Millions of dollars spent on cigarette consumption regionally
Nearly 40% of Kurds smoke according to a new survey
According to new statistics, approximately 35% to 40% of those living in Kurdistan smoke, which costs US$ 70 million every year.
Statistics collected by the Kurdistan Association for Fighting Smoking shows that nearly 35% to 40% of the region’s population smoke. This amounts to US$ 70 Million on an annual basis according to a survey conducted in the Kurdistan Region. The prices of a pack of cigarette ranges from IQD 500 (approximately US$ 0.42) to IQD 7,000 (approximately US$ 6).
Unfortunately, those purchasing cigarettes are between the ages of 12 yearsold and 80 years-old. There are no legal consequences for shop-keepers who sell cigarettes to children. In most European countries, it is illegal to sell cigarettes to those under the age of 18, and in some countries the age restriction is extended to 21 years-old. This protects children from this unhealthy habit, which has detrimental health consequences.
Jamil Ahmed, a cigarette wholesaler in the Cigarette Market in Erbil Downtown explains that the demand for cigarettes are higher than ever before. He said ‘The demand is extremely high because an increasing number of young people are smoking’. This could be for many reasons, namely it is socially ‘acceptable’ for young people to smoke, and access to cigarettes is very easy, with cheap packs being sold at every corner shop.
One of the regular customers in the Cigarette Market in Erbil is Sarkar Samei, who has been smoking for more than ten years. He believes smoking helps reduce tension, and ‘takes away misery’. Medical experts explain that smokers eventually get addicted because of Nicotine that is found in cigarettes, and their body craves for Nicotine, consequently causes addiction.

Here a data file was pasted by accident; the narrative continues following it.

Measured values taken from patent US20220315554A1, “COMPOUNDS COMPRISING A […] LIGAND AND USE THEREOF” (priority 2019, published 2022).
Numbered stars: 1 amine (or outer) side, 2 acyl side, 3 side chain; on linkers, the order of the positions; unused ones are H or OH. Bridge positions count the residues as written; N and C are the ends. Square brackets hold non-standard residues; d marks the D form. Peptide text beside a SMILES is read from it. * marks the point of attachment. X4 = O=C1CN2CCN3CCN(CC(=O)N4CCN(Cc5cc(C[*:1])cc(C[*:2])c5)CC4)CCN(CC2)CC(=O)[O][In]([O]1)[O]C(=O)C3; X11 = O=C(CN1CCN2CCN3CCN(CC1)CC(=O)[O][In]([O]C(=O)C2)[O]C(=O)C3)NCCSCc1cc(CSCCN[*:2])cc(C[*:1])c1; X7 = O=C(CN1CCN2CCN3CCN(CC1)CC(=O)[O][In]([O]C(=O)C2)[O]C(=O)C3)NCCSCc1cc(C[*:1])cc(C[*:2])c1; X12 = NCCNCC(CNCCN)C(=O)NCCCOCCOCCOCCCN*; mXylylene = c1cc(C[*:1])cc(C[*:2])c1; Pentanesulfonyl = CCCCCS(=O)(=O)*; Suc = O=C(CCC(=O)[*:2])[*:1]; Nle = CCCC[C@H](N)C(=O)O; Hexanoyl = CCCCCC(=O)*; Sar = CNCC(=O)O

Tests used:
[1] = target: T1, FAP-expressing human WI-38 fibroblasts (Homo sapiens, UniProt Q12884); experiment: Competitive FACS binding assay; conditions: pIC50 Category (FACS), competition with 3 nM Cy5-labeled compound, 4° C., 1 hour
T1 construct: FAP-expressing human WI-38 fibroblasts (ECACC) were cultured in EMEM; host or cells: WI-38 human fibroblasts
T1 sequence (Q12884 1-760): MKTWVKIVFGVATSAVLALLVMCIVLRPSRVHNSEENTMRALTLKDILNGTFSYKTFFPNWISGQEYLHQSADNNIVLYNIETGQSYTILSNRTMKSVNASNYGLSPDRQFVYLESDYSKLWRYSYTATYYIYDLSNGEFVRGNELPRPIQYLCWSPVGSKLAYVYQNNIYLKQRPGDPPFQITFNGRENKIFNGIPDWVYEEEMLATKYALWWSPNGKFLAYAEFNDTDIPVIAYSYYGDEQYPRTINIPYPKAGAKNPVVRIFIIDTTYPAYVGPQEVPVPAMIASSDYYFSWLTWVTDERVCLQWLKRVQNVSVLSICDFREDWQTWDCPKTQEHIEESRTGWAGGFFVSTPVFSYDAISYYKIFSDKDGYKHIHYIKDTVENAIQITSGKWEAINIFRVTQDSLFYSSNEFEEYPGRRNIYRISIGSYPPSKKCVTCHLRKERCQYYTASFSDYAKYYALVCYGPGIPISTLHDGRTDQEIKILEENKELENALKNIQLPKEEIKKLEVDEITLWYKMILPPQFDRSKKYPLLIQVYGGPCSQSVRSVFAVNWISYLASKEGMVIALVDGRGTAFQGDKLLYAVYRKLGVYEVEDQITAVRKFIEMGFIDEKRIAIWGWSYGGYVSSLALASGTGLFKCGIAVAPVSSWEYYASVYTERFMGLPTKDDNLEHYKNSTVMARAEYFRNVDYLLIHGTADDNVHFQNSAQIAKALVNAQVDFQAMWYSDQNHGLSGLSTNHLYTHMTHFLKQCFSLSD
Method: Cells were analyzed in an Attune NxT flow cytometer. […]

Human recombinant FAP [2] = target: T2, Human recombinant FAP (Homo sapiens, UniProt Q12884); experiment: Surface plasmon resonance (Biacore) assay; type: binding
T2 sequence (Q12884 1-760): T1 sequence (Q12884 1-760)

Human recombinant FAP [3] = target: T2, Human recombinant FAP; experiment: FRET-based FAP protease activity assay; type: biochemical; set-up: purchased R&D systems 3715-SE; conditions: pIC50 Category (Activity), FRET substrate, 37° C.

The Kurdistan Association for Fighting Smoking has pushed for more regulation on cigarettes. They have campaigned on a consistent basis, urging the Kurdistan Regional Government (KRG) to tax cigarette importation, and fine those who smoke in public areas. In United Kingdom, smok- ing in public places such as restaurants, pubs, and clubs were banned for public safety purposes. The initiative has been successful so far, and imposing a similar ban in Kurdistan Region will help reduce cigarette consumption.
The Kurdistan Region’s Parliament approved a bill banning smoking in public areas, which is known as Law Number 31 in 2007. According to Article 5 of the law, parliament has banned smoking in public areas, and imposes fines on those who break the law. The bill takes further measures to ensure public safety by urging governmental bodies to issue health warnings on all cigarette packs both in Arabic and Kurdish, which is found in Paragraph 2 of Article 5. However, since the passing of this law, no preventive action has been taken by the Government, and there are no regulatory bodies enforcing this law. This law is only followed in some governmental offices, and inside local buses.
Dr. Jamil Rashid, Director of Planning at the Ministry of Health of KRG) argues that there is nothing like a good or high quality cigarette. “All of them contain harmful material and hence are similarly unhealthy and harmful to smokers’ health,” stated Dr. Rashid.
There are no rules or regulations within the KRG Trade and Industry Ministry which regulates the import of cigarettes, and this includes providing licenses to those who import it. The Ministry does not have comprehensive data about cigarette imports and its consumption. Traders who apply for a license within the Ministry are able to receive a license for the duration of six months, and a fixed value of imports.
Throughout the world, the number of smoking-related health issues, and deaths are recorded, in Kurdistan region this has not developed. Consequently, there are no statistics available to warn people with, and campaigning effectively for more strict laws against smoking have lacked statistical credibility. According to KRG’s Health Ministry a signifi- cant number of those who die due to smoking heavily are registered as ‘lung disease-related’ in their death certificates.
Smoking does not just harm those who smoke, but those around them too. This includes their children, who are often victims of smokers, inhaling second hand smoke, which is just as harmful as directly smoking. According to World Health Organization (WHO) more than 5 million people die out of smoking every year and 600,000 more nonsmokers become indirect victims of smoking.
A young boy smokes shisha (waterpipe) in an Erbil Dontown Street.